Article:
So far this year, the net foreign inflow of Rs. 27 billion is encouraging in the context that in 2011 the outflow was Rs. 19 billion whilst in 2010 it was a record Rs. 26.3 billion.
Most analysts expect foreign interests to remain buoyant despite a few speculating pullout by some funds.
Even if that were to take place, in recent months there have been several new foreign funds active in the market, picking up opportunities.
One notable entity is Swiss private bank Julius Baer, which announced last week its plans to buy Bank of America Merrill Lynch’s overseas wealth-management business for up to $ 882 million, getting a huge boost in Asian growth markets.
In deed the record net inflow has been a stubborn fact that has blinded both local investor community and regulators as well.
Though this is largely on fundamentally-sound blue chips and a small fraction of the larger global pool of equity investments, the fact remains that foreigners see greater upside in investing in listed companies in post-war Sri Lanka.
Given the active play by foreigners, at least three brokers found it important to discuss it in its weekly reports. Asia Wealth Management described the net foreign inflow the sole relief and questioned why foreign investors were accumulating fundamental stocks.
“Are they reaping the benefits of prevailing attractive valuations, where the trailing market PE is at 11.38x and PBV at 1.84x? So the question arises, haven’t foreign investors lost confidence over the CSE?” Asia Wealth asked.
Softlogic Stockbrokers said the Colombo Bourse, trading at a trailing PER of 10.8X, was now titled as an attractive investment destination amongst foreigners as they were now seen seeking their specific favourite stocks.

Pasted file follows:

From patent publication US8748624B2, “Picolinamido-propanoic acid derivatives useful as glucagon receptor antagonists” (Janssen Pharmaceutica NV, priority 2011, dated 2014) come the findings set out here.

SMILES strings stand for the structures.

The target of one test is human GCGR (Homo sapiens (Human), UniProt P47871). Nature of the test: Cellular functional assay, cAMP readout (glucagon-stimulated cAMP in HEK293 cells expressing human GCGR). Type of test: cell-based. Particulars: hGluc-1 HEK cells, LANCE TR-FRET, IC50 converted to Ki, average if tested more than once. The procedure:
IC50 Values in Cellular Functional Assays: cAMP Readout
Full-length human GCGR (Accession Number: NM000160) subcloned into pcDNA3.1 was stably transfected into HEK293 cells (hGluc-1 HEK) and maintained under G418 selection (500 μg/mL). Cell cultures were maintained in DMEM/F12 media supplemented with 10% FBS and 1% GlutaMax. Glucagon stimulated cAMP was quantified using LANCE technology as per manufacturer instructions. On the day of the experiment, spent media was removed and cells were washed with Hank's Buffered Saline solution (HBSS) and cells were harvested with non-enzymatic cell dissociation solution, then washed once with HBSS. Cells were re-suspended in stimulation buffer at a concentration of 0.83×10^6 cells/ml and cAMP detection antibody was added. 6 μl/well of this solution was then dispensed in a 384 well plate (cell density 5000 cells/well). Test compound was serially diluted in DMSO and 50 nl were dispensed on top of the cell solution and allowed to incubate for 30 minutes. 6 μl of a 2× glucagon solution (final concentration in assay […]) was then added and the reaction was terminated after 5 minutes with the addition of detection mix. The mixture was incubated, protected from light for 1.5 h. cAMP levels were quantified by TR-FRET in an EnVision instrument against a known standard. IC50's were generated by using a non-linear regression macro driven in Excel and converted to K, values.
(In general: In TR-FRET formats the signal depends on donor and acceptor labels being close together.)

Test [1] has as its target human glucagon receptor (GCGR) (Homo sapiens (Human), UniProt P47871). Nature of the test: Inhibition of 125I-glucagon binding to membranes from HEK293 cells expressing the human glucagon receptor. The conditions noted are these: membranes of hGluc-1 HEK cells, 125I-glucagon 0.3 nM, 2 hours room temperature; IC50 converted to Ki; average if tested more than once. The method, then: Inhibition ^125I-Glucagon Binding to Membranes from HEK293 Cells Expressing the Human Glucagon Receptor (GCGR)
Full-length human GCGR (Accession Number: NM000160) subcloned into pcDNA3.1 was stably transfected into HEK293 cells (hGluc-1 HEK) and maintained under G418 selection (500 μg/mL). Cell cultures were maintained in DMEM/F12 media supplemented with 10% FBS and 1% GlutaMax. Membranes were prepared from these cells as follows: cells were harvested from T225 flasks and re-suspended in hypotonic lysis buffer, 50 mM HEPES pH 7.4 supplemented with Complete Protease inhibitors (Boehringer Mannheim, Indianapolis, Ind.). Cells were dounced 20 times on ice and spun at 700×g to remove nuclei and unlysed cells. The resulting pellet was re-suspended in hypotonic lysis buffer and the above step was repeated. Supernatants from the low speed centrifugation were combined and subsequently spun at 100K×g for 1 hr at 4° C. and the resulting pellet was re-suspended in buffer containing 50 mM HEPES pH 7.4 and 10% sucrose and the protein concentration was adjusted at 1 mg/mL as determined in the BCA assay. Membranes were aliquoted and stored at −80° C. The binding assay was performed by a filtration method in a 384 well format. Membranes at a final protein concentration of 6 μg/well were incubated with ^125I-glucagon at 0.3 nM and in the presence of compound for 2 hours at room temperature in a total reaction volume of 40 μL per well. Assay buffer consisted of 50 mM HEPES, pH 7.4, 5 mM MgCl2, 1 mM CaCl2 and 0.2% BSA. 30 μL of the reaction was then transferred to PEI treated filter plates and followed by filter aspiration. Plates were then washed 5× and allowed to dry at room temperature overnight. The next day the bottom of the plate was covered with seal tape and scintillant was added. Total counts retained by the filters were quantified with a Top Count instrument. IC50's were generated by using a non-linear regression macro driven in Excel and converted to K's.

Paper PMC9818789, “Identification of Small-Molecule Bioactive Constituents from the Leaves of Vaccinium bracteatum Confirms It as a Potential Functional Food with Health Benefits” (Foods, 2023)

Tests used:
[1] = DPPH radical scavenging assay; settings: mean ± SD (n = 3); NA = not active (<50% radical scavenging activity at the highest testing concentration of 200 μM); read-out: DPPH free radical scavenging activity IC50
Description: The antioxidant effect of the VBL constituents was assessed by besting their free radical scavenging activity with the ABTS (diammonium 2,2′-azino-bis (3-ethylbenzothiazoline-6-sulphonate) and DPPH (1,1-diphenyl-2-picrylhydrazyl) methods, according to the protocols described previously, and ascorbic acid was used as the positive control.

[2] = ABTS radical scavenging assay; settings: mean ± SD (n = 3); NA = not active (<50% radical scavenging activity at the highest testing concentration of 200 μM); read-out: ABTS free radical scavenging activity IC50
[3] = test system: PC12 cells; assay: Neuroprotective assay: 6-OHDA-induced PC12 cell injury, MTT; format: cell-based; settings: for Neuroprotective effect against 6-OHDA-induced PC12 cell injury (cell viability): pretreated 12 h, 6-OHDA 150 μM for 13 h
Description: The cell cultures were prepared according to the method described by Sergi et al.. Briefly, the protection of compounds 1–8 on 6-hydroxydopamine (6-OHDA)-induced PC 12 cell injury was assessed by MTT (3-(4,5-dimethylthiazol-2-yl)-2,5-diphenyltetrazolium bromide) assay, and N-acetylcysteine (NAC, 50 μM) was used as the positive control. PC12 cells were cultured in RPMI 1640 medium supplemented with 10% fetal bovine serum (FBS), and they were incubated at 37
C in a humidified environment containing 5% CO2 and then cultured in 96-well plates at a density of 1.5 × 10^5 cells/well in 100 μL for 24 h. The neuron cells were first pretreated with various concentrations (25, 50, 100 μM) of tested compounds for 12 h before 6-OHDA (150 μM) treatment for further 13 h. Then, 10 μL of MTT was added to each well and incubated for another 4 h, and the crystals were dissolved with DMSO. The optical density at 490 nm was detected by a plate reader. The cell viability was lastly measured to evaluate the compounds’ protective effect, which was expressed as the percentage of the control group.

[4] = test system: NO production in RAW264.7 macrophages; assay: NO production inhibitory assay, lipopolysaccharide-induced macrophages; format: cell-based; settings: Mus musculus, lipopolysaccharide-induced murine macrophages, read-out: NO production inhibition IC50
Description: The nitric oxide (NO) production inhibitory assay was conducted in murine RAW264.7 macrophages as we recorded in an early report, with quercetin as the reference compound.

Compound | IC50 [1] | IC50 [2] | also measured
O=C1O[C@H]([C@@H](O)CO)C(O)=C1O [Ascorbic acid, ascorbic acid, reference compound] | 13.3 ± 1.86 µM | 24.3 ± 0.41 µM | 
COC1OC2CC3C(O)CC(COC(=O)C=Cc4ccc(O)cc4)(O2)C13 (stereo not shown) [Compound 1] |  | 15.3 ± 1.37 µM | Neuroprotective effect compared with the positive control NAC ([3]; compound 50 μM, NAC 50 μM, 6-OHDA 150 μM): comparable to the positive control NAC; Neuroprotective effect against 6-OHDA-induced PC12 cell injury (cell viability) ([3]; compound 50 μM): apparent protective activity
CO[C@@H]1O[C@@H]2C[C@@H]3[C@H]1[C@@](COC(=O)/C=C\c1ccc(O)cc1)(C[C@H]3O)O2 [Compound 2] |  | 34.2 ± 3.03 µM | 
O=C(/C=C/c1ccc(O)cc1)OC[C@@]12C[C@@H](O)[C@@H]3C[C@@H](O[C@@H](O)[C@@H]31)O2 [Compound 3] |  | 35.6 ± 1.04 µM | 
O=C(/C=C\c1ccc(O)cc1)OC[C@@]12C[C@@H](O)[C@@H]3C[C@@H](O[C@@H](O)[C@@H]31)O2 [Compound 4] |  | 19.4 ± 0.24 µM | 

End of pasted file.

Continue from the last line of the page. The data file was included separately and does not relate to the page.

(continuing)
DNH Financial said net foreign buying had positively surprised the market. It said encouraged by a weaker Sri Lanka Rupee and healthy corporate results in select blue chip stocks, foreign portfolio investors appeared to be cherry picking fundamentally strong value and growth stocks that were likely to outperform on a consistent basis with relatively lower earnings and price volatility.
“Taking into consideration the medium to longer term investment horizon of FIIs, we believe that foreign buying in domestic equities will accelerate this year but on a highly selective basis encouraged by a weak rupee and positive growth prospects for the Bourse,” DNH said.
Last week net foreign buying grew by 124.5% to Rs. 819 million over the previous week, according to Acuity Stockbrokers. It said total foreign purchases amounted to Rs. 1.15 billion compared to the previous week’s Rs. 823.81 million while total foreign sales declined 28.79% w-o-w to Rs. 326.83 million.
Acuity said JKH and Pan Asia led foreign purchases in terms of volume, while Panasian Power and Dialog Axiata led the foreign sales. In terms of value, JKH and Commercial Bank led foreign purchases, while Panasian Power and Dialog Axiata led foreign sales.